·        There are several hundreds of species of snakes found in India. Cobras and kraits are important among them.

India is equally rich in bird life.
·        The peacock is our national bird. Other common birds are parrots, pigeons, mynah, geese, bulbul and ducks.
·        There are several bird sanctuaries which have been created to give birds their natural habitat. These provide the birds protection from hunters.

Q9. Describe the major seasons in India.

During the winter season, cool, dry winds blow from north to the south. The sun rays do not fall directly in the region as a result, the temperatures are quite low in northern India.

In the hot weather season sun rays more or less directly fall in this region. Temperature becomes very high. Hot and dry winds called loo, blow during the day.

This season is marked by the onset and advance of monsoon. The winds blow from Arabian Sea and Bay of Bengal towards the land. They carry moisture with them. When these winds strike the mountain barriers, rainfall occurs.

Winds move back from the mainland to the Bay of Bengal. This is the season of the retreating monsoons. The southern parts of India, particularly Tamil Nadu and Andhra Pradesh receive rainfall in this season.

Q10. Explain the different types of vegetation found in India.

Tropical Rain Forests occur in the areas which receive heavy rainfall. They are so dense that sunlight doesn’t reach the ground. Many species of trees are found in these forests, which shed their leaves at different times of the year. As a result, they always appear green and are called evergreen forest. Important trees found in these forests are mahogany, ebony and rosewood. Andaman an Nicobar Islands, parts of North-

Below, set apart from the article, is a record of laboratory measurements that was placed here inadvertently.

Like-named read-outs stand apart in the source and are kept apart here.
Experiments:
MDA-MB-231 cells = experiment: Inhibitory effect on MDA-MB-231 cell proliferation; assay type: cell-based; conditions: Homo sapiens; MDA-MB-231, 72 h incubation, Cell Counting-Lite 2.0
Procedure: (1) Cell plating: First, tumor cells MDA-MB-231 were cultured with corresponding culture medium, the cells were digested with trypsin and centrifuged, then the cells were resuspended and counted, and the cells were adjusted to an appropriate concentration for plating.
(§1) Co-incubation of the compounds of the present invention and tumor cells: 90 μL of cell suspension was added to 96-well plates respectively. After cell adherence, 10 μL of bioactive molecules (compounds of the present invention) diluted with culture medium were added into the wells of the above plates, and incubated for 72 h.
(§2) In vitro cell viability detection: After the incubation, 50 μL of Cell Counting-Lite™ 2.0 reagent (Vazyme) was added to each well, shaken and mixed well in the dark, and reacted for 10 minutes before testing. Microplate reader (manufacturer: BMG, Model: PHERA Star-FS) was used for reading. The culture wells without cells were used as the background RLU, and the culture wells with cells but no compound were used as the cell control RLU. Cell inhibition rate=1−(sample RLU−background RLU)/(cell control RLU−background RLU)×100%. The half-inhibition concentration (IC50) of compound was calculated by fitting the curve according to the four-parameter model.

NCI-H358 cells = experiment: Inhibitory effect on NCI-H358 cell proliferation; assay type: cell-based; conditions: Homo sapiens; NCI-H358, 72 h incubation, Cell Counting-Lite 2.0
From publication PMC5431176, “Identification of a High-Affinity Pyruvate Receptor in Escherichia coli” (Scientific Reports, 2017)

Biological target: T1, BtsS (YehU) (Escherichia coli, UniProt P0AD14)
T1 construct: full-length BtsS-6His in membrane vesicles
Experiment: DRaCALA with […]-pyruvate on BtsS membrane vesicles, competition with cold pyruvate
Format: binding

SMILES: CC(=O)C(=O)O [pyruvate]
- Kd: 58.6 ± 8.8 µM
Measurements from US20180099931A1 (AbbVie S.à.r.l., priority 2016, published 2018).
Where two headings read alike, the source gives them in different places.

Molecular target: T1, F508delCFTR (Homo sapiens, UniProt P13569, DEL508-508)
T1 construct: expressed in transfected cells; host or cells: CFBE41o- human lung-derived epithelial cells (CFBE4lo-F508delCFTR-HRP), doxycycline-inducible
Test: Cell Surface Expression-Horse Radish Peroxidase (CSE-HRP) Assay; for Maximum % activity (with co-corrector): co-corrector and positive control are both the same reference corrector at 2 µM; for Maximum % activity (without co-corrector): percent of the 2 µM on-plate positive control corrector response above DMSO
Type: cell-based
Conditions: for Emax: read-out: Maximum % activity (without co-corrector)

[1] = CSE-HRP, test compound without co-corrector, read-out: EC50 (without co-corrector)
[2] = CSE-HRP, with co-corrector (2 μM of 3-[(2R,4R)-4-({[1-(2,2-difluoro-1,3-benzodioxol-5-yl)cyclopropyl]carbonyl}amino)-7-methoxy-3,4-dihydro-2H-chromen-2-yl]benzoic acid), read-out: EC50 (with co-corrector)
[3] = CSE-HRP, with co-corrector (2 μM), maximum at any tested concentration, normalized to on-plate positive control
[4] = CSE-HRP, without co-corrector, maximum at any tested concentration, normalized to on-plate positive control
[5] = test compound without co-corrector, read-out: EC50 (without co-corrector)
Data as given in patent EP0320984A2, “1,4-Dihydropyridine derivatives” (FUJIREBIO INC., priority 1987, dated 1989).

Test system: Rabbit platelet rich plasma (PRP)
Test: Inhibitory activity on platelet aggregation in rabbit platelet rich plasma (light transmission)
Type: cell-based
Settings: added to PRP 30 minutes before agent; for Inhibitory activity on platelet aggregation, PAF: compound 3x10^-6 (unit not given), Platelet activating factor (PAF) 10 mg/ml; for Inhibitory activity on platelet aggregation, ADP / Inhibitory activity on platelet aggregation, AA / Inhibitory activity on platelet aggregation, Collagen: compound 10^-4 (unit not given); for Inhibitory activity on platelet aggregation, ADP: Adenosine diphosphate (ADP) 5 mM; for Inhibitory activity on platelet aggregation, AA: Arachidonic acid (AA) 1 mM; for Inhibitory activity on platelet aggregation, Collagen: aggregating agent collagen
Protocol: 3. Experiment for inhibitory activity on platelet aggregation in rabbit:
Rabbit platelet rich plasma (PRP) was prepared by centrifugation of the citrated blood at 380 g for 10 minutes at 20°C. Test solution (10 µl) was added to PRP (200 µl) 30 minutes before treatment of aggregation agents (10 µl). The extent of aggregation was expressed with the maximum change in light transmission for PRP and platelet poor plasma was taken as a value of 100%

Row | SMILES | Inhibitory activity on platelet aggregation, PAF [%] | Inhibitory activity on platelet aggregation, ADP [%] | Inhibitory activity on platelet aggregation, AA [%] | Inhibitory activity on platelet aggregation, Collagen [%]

Eastern states and a narrow strip of the Western slope of the Western Ghats are home of these forests.

In a large part of our country we have this type of forest. These forests are also called monsoon forests. They are less dense. They shed their leaves at a particular time of the year. Important trees of these forests are sal, teak, peepal, neem and shisham.
They are found in Madhya Pradesh, Uttar Pradesh, Bihar, Jharkhand, Chhattisgarh, Orissa, and in parts of Maharashtra.

This type of vegetation is found in dry areas of the country. The leaves are in the form of spines to reduce the loss of water. Cactus, khair, babool, keekar are important and are found in the states of Rajasthan, Punjab, Haryana, Eastern slopes of Western   Ghats and Gujarat.

A wide range of species is found in the mountains according to the variation in height. With increase in height, the temperature falls. At a height between 1500 metres and 2500 metres most of the trees are conical in shape. These trees are called coniferous trees. Chir, Pine and Deodar are important trees of these forests.

These forests can survive in saline water. They are found mainly in Sunderbans in West Bengal and in the Andaman and Nicobar Islands. Sundari is a well-known species of trees in mangrove forests after which Sunderbans have been named